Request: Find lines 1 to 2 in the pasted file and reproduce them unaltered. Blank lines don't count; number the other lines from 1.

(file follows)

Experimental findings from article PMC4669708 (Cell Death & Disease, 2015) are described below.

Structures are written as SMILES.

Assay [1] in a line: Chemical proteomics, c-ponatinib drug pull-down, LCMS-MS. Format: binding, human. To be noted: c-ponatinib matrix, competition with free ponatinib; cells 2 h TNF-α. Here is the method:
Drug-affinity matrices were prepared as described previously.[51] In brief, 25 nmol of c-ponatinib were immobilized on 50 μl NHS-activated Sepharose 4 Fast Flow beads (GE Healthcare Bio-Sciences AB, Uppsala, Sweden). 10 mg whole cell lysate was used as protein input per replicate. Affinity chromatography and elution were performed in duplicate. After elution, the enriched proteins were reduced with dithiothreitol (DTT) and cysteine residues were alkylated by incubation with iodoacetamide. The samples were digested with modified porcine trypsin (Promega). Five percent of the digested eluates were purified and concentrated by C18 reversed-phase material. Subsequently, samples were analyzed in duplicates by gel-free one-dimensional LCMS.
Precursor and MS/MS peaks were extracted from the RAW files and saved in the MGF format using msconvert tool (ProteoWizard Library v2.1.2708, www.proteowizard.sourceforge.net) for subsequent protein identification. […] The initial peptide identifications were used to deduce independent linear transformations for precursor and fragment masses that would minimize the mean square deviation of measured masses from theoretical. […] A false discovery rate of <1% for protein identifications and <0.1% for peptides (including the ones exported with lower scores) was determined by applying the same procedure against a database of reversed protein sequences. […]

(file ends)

Experimental findings from article PMC4669708 (Cell Death & Disease, 2015) are described below.

Structures are written as SMILES.